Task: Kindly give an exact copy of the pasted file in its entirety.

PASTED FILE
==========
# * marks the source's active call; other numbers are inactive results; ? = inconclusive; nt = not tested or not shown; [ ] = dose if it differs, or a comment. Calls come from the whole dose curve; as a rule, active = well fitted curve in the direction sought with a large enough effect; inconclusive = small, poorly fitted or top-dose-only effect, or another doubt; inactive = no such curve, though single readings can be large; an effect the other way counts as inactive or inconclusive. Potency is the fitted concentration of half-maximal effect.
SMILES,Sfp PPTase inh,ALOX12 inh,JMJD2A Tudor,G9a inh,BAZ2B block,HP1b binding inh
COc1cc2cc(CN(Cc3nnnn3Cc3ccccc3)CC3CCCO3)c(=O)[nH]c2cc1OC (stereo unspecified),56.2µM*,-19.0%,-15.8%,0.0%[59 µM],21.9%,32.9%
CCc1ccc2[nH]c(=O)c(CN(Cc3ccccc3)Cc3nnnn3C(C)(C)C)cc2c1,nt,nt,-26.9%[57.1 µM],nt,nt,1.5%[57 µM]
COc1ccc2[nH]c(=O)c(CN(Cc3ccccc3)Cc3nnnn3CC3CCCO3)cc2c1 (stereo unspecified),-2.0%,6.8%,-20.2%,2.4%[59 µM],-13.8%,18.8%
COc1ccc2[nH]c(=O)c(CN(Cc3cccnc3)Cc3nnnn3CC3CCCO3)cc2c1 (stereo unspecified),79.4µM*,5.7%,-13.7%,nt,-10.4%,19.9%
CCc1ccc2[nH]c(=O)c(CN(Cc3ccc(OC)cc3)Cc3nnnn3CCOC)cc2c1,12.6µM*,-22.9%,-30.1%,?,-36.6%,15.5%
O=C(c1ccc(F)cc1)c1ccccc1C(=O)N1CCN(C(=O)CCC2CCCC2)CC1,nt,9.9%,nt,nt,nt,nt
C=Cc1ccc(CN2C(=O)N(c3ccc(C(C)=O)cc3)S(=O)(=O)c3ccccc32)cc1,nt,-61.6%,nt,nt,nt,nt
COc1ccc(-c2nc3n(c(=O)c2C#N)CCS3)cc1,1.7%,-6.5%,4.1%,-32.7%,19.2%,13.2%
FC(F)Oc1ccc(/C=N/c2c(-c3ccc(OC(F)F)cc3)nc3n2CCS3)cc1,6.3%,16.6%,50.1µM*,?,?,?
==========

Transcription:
# * marks the source's active call; other numbers are inactive results; ? = inconclusive; nt = not tested or not shown; [ ] = dose if it differs, or a comment. Calls come from the whole dose curve; as a rule, active = well fitted curve in the direction sought with a large enough effect; inconclusive = small, poorly fitted or top-dose-only effect, or another doubt; inactive = no such curve, though single readings can be large; an effect the other way counts as inactive or inconclusive. Potency is the fitted concentration of half-maximal effect.
SMILES,Sfp PPTase inh,ALOX12 inh,JMJD2A Tudor,G9a inh,BAZ2B block,HP1b binding inh
COc1cc2cc(CN(Cc3nnnn3Cc3ccccc3)CC3CCCO3)c(=O)[nH]c2cc1OC (stereo unspecified),56.2µM*,-19.0%,-15.8%,0.0%[59 µM],21.9%,32.9%
CCc1ccc2[nH]c(=O)c(CN(Cc3ccccc3)Cc3nnnn3C(C)(C)C)cc2c1,nt,nt,-26.9%[57.1 µM],nt,nt,1.5%[57 µM]
COc1ccc2[nH]c(=O)c(CN(Cc3ccccc3)Cc3nnnn3CC3CCCO3)cc2c1 (stereo unspecified),-2.0%,6.8%,-20.2%,2.4%[59 µM],-13.8%,18.8%
COc1ccc2[nH]c(=O)c(CN(Cc3cccnc3)Cc3nnnn3CC3CCCO3)cc2c1 (stereo unspecified),79.4µM*,5.7%,-13.7%,nt,-10.4%,19.9%
CCc1ccc2[nH]c(=O)c(CN(Cc3ccc(OC)cc3)Cc3nnnn3CCOC)cc2c1,12.6µM*,-22.9%,-30.1%,?,-36.6%,15.5%
O=C(c1ccc(F)cc1)c1ccccc1C(=O)N1CCN(C(=O)CCC2CCCC2)CC1,nt,9.9%,nt,nt,nt,nt
C=Cc1ccc(CN2C(=O)N(c3ccc(C(C)=O)cc3)S(=O)(=O)c3ccccc32)cc1,nt,-61.6%,nt,nt,nt,nt
COc1ccc(-c2nc3n(c(=O)c2C#N)CCS3)cc1,1.7%,-6.5%,4.1%,-32.7%,19.2%,13.2%
FC(F)Oc1ccc(/C=N/c2c(-c3ccc(OC(F)F)cc3)nc3n2CCS3)cc1,6.3%,16.6%,50.1µM*,?,?,?